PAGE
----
Sodala founded the company Time Machine Records from his home and began selling the records he had collected in addition to comics and other collectibles. His personal collection has close to “1000 records, but the number declines when there is a good sales run.” Although Sodala is the foremost seller of vinyl in Zambia, there was a time when the country had vinyl presses and record stores. Sodala states, “The Golden Age of vinyl in Zambia would definitely be the 80s – we had some record companies present in the country (Teal Records being the largest one) as well as vinyl presses. The W.I.T.C.H (We Intend to Cause Havoc) was a very popular band in the late 70s and early 80s, Mashabe Band, Julizya, Mulemena Boys, Amayenge as well as a number of Church Choirs that produced their music on vinyl. The decline of vinyl came about when Zambia had an economic downturn as well as the introduction of CDs, which were cheaper to produce.”
However, according to Forbes, in 2017 the global sales of vinyl was projected to hit over 40 million. On the African continent, Stall 570 in Nairobi, Kenya, Mabu Vinyl in Capetown, South Africa and Nyege Nyege Tapes in Uganda are a few examples of vinyl dealers. Sodala attributes the revival of vinyl to nostalgia and quality. “The quality of music on vinyl is unmatched, they outlive any other media and the best music was produced on vinyl. A lot of people are nostalgic and want to connect with their youthful days.”
In 2010, Now Again Records was one of several companies that reissued vinyl records of bands such as Amanaz, The W.I.T.C.H and more. The W.I.T.C.H in particular have benefited from the resurgence in vinyl as more people have discovered their music, such as film director Gio Arlotta who went on to create a documentary called We Intend To Cause Havoc (2017) about the Zamrock (Zambian rock) band W.I.T.C.H. The only surviving member of the group, Emmanuel ‘Jagari’ Chanda, went on to tour throughout Europe after the release of the film.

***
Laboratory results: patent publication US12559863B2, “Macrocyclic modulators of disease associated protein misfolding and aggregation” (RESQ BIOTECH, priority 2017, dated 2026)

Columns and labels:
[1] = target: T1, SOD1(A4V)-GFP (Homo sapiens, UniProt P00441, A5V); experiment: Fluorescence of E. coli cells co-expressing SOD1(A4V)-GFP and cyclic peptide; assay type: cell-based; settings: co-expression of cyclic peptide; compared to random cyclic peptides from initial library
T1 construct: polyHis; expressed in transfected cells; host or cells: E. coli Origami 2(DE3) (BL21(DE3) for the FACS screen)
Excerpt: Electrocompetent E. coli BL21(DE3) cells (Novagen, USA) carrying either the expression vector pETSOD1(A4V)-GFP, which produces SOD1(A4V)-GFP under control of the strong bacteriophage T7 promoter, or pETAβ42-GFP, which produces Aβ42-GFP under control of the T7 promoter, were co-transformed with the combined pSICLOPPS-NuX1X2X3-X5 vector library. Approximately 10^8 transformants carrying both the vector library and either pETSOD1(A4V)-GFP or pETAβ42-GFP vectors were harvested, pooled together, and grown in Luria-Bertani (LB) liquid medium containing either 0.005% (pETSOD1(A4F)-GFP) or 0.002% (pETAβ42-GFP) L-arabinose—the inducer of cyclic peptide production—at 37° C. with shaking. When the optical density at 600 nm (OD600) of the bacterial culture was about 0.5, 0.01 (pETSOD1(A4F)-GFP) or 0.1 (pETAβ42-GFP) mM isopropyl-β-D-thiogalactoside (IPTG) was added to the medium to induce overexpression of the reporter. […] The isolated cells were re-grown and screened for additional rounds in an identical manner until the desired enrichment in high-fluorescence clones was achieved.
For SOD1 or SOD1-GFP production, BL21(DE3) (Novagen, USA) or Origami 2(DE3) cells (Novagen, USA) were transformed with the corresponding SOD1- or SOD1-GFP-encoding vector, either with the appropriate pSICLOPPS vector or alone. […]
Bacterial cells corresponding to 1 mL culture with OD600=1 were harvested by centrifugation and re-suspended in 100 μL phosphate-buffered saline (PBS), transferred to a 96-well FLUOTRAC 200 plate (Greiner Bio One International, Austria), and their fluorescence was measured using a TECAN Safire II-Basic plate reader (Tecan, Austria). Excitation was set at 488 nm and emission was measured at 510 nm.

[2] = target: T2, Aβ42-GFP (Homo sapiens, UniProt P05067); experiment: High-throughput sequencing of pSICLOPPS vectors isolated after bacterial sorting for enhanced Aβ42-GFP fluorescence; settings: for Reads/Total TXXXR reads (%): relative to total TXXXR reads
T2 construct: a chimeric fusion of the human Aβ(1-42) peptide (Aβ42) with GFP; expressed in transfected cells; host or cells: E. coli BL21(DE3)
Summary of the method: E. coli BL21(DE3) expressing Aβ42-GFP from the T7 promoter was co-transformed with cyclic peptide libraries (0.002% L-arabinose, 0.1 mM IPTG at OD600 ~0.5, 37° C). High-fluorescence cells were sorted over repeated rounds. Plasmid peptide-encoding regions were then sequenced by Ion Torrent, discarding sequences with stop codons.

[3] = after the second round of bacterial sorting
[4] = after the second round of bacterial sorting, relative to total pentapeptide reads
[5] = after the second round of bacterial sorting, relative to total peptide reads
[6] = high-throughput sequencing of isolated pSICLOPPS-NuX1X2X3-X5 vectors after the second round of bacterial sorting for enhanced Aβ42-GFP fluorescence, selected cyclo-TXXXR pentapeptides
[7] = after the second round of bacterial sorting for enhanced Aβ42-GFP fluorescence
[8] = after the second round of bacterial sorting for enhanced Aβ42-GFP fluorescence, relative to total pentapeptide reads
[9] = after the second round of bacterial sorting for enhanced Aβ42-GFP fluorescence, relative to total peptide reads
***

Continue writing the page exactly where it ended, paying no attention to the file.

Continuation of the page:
Sodala primarily uses social media (Twitter, Facebook and Instagram) to advertise the records he has for sale, as well as renting stalls at local events such as Lusaka Comicon and other festivals. He also took part in World Record Store Day in April, an annual event where those interested in purchasing records can visit independent record sellers. In terms of the market for vinyl in Zambia, Sodala says, “The market for records in Zambia is growing as more people become aware. A number of people have a pile of records lying in a corner somewhere; I always say it’s like a forgotten gold mine – the potential for records to take hold is big! Not to mention this is another way we could beat piracy by creating exclusivity.”
Sodala has also provided a few tips for purchasing vinyl and starting a record collection:
-Look for limited edition vinyl, box sets and independent artists’ early music that you think will probably be big one day.
-Make sure they are in good condition (check for scratches and don’t buy dusty records unless you have time to clean them) and store them properly.
-Join groups and websites like Discogs that will help you know what your collection could be worth.